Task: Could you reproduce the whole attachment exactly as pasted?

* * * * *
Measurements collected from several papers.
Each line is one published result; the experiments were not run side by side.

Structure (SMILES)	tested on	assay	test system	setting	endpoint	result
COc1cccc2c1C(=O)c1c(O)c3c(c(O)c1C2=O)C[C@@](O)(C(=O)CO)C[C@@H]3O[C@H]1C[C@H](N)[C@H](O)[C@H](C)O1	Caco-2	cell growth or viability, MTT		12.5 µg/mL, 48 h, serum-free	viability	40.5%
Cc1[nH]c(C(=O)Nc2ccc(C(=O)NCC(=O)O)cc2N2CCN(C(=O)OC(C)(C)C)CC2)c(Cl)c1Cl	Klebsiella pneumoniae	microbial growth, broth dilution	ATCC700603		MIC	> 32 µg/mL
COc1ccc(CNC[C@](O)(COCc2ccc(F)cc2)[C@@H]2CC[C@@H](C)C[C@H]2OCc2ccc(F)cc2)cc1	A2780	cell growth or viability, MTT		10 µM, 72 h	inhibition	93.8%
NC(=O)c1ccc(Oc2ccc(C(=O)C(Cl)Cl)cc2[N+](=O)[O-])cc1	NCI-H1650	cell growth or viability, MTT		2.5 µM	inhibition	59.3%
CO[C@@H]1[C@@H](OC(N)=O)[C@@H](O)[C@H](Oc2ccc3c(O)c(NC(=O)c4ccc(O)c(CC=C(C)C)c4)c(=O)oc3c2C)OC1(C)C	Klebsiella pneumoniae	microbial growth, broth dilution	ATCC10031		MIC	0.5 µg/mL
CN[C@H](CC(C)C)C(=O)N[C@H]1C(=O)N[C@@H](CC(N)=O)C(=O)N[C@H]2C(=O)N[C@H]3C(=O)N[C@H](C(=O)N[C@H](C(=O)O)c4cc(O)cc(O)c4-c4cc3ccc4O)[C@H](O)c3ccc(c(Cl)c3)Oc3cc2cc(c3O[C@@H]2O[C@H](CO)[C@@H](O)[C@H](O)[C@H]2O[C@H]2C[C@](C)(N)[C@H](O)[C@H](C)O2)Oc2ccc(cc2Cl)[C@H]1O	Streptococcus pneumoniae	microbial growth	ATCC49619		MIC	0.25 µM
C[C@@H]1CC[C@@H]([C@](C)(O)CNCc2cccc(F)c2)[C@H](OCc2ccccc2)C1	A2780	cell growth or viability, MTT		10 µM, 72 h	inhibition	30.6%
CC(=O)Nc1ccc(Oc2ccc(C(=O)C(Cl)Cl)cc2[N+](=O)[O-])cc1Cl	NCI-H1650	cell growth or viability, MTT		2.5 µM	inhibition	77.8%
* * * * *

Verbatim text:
Measurements collected from several papers.
Each line is one published result; the experiments were not run side by side.

Structure (SMILES)	tested on	assay	test system	setting	endpoint	result
COc1cccc2c1C(=O)c1c(O)c3c(c(O)c1C2=O)C[C@@](O)(C(=O)CO)C[C@@H]3O[C@H]1C[C@H](N)[C@H](O)[C@H](C)O1	Caco-2	cell growth or viability, MTT		12.5 µg/mL, 48 h, serum-free	viability	40.5%
Cc1[nH]c(C(=O)Nc2ccc(C(=O)NCC(=O)O)cc2N2CCN(C(=O)OC(C)(C)C)CC2)c(Cl)c1Cl	Klebsiella pneumoniae	microbial growth, broth dilution	ATCC700603		MIC	> 32 µg/mL
COc1ccc(CNC[C@](O)(COCc2ccc(F)cc2)[C@@H]2CC[C@@H](C)C[C@H]2OCc2ccc(F)cc2)cc1	A2780	cell growth or viability, MTT		10 µM, 72 h	inhibition	93.8%
NC(=O)c1ccc(Oc2ccc(C(=O)C(Cl)Cl)cc2[N+](=O)[O-])cc1	NCI-H1650	cell growth or viability, MTT		2.5 µM	inhibition	59.3%
CO[C@@H]1[C@@H](OC(N)=O)[C@@H](O)[C@H](Oc2ccc3c(O)c(NC(=O)c4ccc(O)c(CC=C(C)C)c4)c(=O)oc3c2C)OC1(C)C	Klebsiella pneumoniae	microbial growth, broth dilution	ATCC10031		MIC	0.5 µg/mL
CN[C@H](CC(C)C)C(=O)N[C@H]1C(=O)N[C@@H](CC(N)=O)C(=O)N[C@H]2C(=O)N[C@H]3C(=O)N[C@H](C(=O)N[C@H](C(=O)O)c4cc(O)cc(O)c4-c4cc3ccc4O)[C@H](O)c3ccc(c(Cl)c3)Oc3cc2cc(c3O[C@@H]2O[C@H](CO)[C@@H](O)[C@H](O)[C@H]2O[C@H]2C[C@](C)(N)[C@H](O)[C@H](C)O2)Oc2ccc(cc2Cl)[C@H]1O	Streptococcus pneumoniae	microbial growth	ATCC49619		MIC	0.25 µM
C[C@@H]1CC[C@@H]([C@](C)(O)CNCc2cccc(F)c2)[C@H](OCc2ccccc2)C1	A2780	cell growth or viability, MTT		10 µM, 72 h	inhibition	30.6%
CC(=O)Nc1ccc(Oc2ccc(C(=O)C(Cl)Cl)cc2[N+](=O)[O-])cc1Cl	NCI-H1650	cell growth or viability, MTT		2.5 µM	inhibition	77.8%